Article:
Natural Treatments for Osteoporosis: Amino Acids Can Help Build Strong Bones

Strengthen your bones by making sure your body gets enough of the amino acids lysine, carnitine, and arginine.


Nuts are a worthy source of the amino acid lysine, as are beans and vegetables.

© Olga Popova |

Osteoporosis can indeed be incapacitating if your ignore it. But, you can take control of your own health and stop or even reverse bone loss. This typically involves a combination of natural healing strategies—not just a single pill or action. Meaning, you can’t take loads of calcium and expect your bones to magically repair themselves.

While calcium and other vitamins and minerals are important for bone health, your body may require additional nutritional support… and you just may be able to get that extra bone-building boost you need from three important amino acids.

Why Amino Acids for Osteoporosis? They Support Calcium’s Role

To understand the role of amino acids as a natural treatment for osteoporosis, you first need to understand why your body needs calcium. Calcium is stored in the teeth and bones, with a small amount in the blood stream to aid in regulating heartbeat, releasing hormones, sending and receiving nerve impulses, squeezing and relaxing muscles, and clotting blood.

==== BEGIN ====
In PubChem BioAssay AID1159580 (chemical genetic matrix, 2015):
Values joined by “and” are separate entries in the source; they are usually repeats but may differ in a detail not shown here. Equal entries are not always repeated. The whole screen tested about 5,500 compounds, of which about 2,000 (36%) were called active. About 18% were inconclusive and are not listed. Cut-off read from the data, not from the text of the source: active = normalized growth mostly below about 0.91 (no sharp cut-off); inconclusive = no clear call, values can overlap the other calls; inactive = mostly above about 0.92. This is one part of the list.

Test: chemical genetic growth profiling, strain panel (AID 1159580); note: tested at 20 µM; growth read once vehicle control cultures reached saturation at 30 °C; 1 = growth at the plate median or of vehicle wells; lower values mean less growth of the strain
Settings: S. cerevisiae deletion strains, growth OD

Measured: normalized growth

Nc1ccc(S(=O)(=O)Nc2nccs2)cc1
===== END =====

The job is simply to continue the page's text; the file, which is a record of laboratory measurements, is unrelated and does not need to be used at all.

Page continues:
Calcium is continuously lost from the body through sweat and waste. When calcium is lost, it is replaced with the stores found in the bones. In addition, as a process of normal tissue growth, the body constantly breaks down bone material and rebuilds it, using calcium from foods or supplements for replacement.

This is why calcium is so important for good health—you need an adequate supply of calcium to slow the rate of bone loss and support your other body tissues:

Calcium in the Body

Take Lysine with Your Calcium and Vitamin D as a Natural Treatment for Osteoporosis

Taking calcium by itself—without other supportive nutrients—will do little good because it will not be adequately absorbed by the body. That’s where the amino acid, lysine, comes in to play. Lysine preserves bone density because it aids in the body’s absorption of calcium. It also decreases the total amount of calcium that is lost in urine. When you take lysine with a calcium supplement, your body is able to absorb more of the calcium than it normally would. In addition, lysine works in conjunction with vitamin D to help build and maintain strong bones.

Besides its synergistic effects with calcium and vitamin D, lysine acts to block enzymes which break down collagen. Collagen is the basic component of various connective tissues (such as cartilage) and bone. In fact, collagen makes up about 25 percent of the total amount of proteins in the body.

Some people refer to collagen as “the glue that holds the body together.” Without it, the body would, quite literally, fall apart. Therefore, keeping collagen healthy is a key when you’re using any natural treatment for osteoporosis, and this can be achieved by consuming adequate amounts of lysine.